As a legislator, what if you introduce a bill that is never heard in committee, yet it passes in the other body and is incorporated into an omnibus bill during conference committee? Is that your bill that passed?
Sometimes a legislator introduces a bill identical to one or many other bills - clone bills. If your bill is not the one that passes, is it legitimate to still consider the bill as one you have passed? Scott Magnuson, long-time Senate employee and legislation-watcher, has an opinion. He says no. The chief author of the bill that passes is the one who has done the hard part of taking it through all the committees. "If you are the chief author, you have to be passionate," Scott said.
Rep. Norton agrees with Scott that clones or bills that are filed as a courtesy and were never heard should not be claimed as passing a bill. On the other hand, she noted, “Sometimes an author researches an issue, files a bill, and gets a Senate author--but because of committee budgets or partisan politics, it may not be heard. If heard, it may not be included in the House Omnibus bill...BUT your Senate author may have better luck getting it included on the Senate side and it eventually passes. I believe that House author can/should take credit for that bill.”
A list of laws each member passed also doesn’t account for the work of legislators in committees and in floor session, where they track other members’ bills for language that may harm their districts, or craft amendments that help their districts.
While talking about the difficulty of definitive tracking, Scott Magnuson had a recommendation for every legislator who wants to carefully account for their work each session. Get a really good staff person who will track it for you, year by year.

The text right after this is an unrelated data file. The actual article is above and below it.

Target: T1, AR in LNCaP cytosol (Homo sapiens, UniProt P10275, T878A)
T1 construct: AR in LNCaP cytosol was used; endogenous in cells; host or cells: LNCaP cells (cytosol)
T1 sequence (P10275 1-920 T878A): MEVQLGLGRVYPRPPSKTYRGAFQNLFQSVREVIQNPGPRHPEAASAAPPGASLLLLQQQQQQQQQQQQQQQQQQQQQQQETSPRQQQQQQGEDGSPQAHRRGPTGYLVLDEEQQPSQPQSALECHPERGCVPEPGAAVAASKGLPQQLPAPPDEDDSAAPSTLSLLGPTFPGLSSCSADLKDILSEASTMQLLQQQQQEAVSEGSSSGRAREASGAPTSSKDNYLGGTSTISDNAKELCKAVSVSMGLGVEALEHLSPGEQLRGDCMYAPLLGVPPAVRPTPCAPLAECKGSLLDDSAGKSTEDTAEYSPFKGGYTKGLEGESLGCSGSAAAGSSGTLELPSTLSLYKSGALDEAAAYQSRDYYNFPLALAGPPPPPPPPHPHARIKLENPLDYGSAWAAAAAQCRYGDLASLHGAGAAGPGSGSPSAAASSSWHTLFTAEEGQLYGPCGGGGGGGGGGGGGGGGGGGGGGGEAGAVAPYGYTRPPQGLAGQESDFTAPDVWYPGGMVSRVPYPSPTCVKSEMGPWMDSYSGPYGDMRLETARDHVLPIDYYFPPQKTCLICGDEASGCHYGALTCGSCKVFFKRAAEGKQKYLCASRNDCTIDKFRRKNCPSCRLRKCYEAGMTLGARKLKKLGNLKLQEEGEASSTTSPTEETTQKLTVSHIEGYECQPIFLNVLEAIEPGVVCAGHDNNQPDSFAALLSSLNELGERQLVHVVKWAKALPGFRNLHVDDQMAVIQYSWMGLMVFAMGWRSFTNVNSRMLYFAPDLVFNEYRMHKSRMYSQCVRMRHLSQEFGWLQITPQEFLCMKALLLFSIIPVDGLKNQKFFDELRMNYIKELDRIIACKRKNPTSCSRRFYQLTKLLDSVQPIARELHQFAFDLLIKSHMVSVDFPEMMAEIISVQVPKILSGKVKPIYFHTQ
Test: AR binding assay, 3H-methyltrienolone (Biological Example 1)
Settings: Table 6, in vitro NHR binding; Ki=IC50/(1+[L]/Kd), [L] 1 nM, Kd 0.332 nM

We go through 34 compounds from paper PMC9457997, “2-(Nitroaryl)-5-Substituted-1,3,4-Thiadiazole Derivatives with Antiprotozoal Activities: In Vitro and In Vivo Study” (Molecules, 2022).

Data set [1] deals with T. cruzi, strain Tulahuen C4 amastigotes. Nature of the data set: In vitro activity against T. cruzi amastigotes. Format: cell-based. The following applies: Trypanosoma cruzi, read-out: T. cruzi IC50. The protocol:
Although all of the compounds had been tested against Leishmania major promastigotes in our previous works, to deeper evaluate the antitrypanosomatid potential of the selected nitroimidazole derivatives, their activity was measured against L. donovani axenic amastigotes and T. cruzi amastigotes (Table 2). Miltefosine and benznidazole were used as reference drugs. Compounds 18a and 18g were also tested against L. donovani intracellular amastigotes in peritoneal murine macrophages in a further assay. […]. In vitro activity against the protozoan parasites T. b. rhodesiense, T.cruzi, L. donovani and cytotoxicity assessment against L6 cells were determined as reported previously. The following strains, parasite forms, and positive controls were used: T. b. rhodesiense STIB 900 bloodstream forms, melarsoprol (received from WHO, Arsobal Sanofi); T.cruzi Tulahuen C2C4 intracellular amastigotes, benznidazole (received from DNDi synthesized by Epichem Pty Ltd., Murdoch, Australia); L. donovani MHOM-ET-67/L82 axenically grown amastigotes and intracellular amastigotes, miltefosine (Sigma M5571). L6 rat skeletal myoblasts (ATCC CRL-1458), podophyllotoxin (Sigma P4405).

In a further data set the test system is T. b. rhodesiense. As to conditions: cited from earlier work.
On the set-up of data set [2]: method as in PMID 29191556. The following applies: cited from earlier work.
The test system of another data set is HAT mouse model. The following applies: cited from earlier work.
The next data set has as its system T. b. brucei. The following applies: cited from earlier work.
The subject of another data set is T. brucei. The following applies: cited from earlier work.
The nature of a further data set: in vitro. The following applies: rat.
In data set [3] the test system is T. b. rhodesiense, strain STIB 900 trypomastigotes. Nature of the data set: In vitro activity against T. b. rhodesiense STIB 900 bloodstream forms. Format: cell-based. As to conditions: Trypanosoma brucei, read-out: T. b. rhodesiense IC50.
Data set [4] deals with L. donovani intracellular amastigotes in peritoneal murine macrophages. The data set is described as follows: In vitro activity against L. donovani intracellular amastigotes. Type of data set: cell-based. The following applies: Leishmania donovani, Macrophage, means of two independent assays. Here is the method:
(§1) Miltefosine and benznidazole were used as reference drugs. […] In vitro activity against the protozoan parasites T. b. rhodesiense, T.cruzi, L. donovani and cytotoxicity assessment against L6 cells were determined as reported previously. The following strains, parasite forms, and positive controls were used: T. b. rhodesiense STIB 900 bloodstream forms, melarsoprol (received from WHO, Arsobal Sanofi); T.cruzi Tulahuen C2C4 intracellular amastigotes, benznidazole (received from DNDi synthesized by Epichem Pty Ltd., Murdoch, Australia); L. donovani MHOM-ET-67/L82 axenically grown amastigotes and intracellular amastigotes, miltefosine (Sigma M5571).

By Robbie LaFleur
In the midst of today's serious floor debates, a little history break:
In today's "This Day in Minnesota History" page, the Minnesota Historical Society featured James Goodhue, founder of the first Minnesota newspaper, The Minnesota Pioneer (forerunner of today's Pioneer Press). It prompted a tweet by Vic Thorstenson, "Unfortunately, for Mr. Goodhue, he looks like he also encountered the first-ever barber in MN territory." That reminded me of an article I recently saw about a barber who practiced in the Central House Hotel in 1849, while looking for information on all the sites in which the Legislature has met. The very first territorial legislature met in the Central House Hotel in St. Paul, in 1849. Maybe Mr. Goodhue, and many of the very first legislators, frequented this barber? This is text from an ad in Mr. Goodhue's newspaper.
"William Armstrong, a Castillian by birth, continues to smooth the countenances of the male public at Central House, amputating the beard with the utmost facility, upon new and scientific principles. He also performs the operation of hair-cutting and hair dressing, in the latest fashion and most approved style of the art. Shampooing in the Asiatic method, as taught in Constantinople, is also his forte. It will be his delight to render these operations as agreeable as possible without the aid of chloroform."
Blegen, Theodore C. "Minnesota Pioneer Life as Revealed in Newspaper Advertisements," Minnesota History, v. 7, no. 2, p. 99-121.
A recent caller to the Library asked for help with the "MyBills" tracking service. It wasn't an IT or system problem - whew. Instead, the person following many bills wanted to learn more about what the notifications meant. "What does it mean if a bill is on the general register? What are general orders?" Perfectly logical questions!
We've updated the MyBills page to help people understand the process, by adding links to important background documents from the House and Senate.
MyBills House actions: General Register, Consent Calendar, Calendar for the Day, Supplemental Calendar for the Day, Fiscal Calendar, and Reports of Standing Committees. For background, see Legislative Procedure in the "Legislative Handbook" from the House Public Information Office.
MyBills Senate actions: General Orders, Consent Calendar, the Calendar, and Reports of Committees. For background, see "Inside the Minnesota Senate" from the Secretary of the Senate.
Here's another version of general orders -- in the historical image, "General Bosquet giving orders to his staff," from the Library of Congress photo archives.